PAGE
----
Tennis - ATP World Tour
Headline News - powered by FeedBurner
Third-seeded Italian Fabio Fognini booked his place in the SkiStar Swedish Open quarter-finals on Thursday after beating Swedish #NextGenATP wild card Mikael Ymer 1-6, 6-4, 6-2 in two hours and five minutes.
Ymer, having swept through the first set, recovered from 1-3 down in the second set and had a break point chance for a 5-4 lead, but Fognini held serve in a 20-point game. Fognini broke to love in the sixth game of the decider and went on to deny 19-year-old Ymer the biggest win of his fledgling career.
Fognini goes on to challenge Argentina’s Federico Delbonis, who broke serve four times to beat eighth-seeded Australian John Millman 6-4, 6-4 in one hour and 33 minutes. Delbonis reached the Argentina Open semi-finals (l. to Bedene) in February.
Later today, fourth-seeded Frenchman Richard Gasquet makes his tournament debut against Gerald Melzer of Austria and seventh seed David Ferrer, the 2007, 2012 and 2017 champion from Spain, takes on #NextGenATP Norwegian wild card Casper Ruud.
On Wednesday, Canadian Vasek Pospisil advanced to just his second tour-level quarter-final since October 2015, defeating recent Nature Valley International champion Mischa Zverev to move into the last eight at the Dell Technologies Hall of Fame Open in Newport, Rhode Island.
In the newest edition of ATPWorldTour.com's 'On The Line' series, Pospisil discusses his favourite music and the interesting career he wants to pursue when he stops playing tennis.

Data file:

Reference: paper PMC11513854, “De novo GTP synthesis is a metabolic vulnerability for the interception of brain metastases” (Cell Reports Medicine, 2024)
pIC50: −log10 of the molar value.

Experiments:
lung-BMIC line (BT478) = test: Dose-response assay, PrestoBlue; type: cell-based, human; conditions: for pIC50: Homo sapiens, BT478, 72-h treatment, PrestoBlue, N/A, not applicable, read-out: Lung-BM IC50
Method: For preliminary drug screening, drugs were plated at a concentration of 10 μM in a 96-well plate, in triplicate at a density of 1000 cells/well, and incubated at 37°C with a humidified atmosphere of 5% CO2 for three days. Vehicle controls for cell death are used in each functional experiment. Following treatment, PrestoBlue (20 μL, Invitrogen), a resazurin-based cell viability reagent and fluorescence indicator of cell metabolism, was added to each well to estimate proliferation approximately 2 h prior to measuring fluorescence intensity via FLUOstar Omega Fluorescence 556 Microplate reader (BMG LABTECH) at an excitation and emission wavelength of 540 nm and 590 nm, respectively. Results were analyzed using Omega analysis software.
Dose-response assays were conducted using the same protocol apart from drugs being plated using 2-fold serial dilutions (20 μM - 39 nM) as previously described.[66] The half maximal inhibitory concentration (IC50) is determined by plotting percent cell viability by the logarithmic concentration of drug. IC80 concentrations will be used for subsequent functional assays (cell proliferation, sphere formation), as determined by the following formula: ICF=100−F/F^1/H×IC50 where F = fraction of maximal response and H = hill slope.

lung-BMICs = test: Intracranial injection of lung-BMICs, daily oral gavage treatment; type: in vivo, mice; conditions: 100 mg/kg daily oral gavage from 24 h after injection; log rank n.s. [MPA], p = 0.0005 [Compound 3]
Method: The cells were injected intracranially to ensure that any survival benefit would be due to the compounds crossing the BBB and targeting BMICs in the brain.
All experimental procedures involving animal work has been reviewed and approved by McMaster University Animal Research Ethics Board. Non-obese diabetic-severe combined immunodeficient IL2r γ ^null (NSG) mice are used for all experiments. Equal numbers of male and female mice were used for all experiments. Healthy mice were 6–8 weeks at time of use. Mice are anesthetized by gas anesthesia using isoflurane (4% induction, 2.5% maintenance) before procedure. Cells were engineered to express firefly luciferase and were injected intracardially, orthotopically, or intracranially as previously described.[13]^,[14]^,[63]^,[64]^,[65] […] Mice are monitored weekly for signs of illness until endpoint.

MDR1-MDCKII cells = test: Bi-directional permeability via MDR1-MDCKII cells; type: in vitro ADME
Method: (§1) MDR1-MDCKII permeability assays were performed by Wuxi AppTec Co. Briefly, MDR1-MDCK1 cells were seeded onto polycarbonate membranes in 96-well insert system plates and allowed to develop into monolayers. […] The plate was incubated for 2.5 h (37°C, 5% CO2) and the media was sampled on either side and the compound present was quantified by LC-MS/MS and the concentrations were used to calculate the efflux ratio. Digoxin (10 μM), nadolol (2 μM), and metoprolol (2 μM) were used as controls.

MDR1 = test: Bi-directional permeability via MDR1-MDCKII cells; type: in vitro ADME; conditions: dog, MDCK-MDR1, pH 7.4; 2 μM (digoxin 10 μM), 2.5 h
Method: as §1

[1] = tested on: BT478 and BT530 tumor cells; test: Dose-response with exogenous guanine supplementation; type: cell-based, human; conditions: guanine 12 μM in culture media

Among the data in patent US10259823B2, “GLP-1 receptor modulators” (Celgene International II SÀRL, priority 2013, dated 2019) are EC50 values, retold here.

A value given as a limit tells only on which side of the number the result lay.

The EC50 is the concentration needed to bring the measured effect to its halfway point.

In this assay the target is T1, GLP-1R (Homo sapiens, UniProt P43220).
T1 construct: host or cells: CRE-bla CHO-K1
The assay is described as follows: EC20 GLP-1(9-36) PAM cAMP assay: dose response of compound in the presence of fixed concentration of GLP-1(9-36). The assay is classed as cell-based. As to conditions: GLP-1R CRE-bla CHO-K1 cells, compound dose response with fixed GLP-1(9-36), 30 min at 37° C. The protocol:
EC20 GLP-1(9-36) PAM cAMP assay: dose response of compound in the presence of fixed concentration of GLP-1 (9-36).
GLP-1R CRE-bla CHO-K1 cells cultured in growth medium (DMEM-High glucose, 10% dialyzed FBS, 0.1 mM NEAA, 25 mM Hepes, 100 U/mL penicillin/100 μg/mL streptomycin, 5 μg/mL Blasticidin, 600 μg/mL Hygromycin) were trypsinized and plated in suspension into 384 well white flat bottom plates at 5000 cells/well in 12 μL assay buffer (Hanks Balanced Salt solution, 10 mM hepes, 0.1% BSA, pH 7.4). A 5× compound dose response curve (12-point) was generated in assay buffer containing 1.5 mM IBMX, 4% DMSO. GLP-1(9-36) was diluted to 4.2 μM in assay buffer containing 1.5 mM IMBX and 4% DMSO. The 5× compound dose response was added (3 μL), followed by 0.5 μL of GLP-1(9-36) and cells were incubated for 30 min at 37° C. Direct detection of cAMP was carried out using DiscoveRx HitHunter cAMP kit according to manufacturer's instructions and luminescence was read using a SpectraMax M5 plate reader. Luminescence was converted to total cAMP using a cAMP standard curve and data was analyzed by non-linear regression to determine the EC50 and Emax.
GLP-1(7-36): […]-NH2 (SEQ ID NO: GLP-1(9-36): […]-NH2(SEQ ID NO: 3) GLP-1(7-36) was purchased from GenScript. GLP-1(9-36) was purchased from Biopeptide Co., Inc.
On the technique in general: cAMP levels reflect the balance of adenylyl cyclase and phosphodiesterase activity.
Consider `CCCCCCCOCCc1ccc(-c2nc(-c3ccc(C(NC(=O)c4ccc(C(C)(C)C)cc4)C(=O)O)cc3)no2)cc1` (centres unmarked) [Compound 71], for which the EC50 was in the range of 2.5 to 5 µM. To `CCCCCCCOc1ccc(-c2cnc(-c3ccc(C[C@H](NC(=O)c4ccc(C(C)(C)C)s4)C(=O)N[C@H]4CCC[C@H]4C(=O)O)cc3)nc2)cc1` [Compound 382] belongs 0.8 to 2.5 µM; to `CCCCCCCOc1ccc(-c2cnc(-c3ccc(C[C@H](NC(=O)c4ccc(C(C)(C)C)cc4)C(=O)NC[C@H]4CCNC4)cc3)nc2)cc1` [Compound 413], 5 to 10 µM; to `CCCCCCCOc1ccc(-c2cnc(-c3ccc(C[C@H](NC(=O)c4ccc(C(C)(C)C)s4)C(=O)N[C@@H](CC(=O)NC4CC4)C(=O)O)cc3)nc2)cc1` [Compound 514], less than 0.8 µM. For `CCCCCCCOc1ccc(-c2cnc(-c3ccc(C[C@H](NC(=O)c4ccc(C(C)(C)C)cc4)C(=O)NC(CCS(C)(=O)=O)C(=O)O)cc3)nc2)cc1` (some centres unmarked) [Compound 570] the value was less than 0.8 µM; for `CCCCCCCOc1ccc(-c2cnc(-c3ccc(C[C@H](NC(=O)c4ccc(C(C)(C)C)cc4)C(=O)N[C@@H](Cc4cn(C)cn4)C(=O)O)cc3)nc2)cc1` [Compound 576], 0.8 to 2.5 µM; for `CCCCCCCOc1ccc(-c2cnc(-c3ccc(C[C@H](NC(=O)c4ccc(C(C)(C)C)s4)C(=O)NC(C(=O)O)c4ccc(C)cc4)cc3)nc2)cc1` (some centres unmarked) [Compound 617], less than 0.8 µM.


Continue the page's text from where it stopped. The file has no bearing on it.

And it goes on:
What's your biggest passion outside of sport and why?
Music. Just because it soothes my soul. I love it.
What’s your favourite musical group?
In My Life by The Beatles.
What’s the last book you read?
The Sale of A Lifetime.
What’s your favourite book ever and why?
The Seven Habits of Highly Effective People. It’s probably the one I’ve tried to apply to my life the most and it’s a really good read.
Person whom you admire the most?
My father for the sacrifices he’s made in his life and because he’s taught me everything that I know. He’s taught me how to handle myself as a man and he taught me how to play tennis.
My tennis career will be a success ________________.
If I could finish my career and say that I left everything out there and didn’t feel like I have any regrets in terms of trying to get better every day. I don’t know what the results are going to bring, but I want to hold ATP World Tour titles, which I haven’t done yet, and finish inside the Top 20 [of the ATP Rankings] at some stage in my career.
After my tennis career, I want to _____________.
Start a family and become a real estate investor.
What makes you want to go into real estate?
I don’t know, I just have a real passion for it. I like the idea of being in real estate and making passive income, being able to spend time with my family and trying to grow real estate wealth.
Have you done any of that yet while on the ATP World Tour?
I’ve just started. I’ve just kind of planted the seeds just to kind of get into it. I’m not going to focus on that until after my career. As soon as I finish my tennis career, then I’m really going to educate myself and dive into it and make that my priority No. 1 in my career. [But] not before I’m done with tennis, because there’s too much risk to go into something that I’m not fully educated in.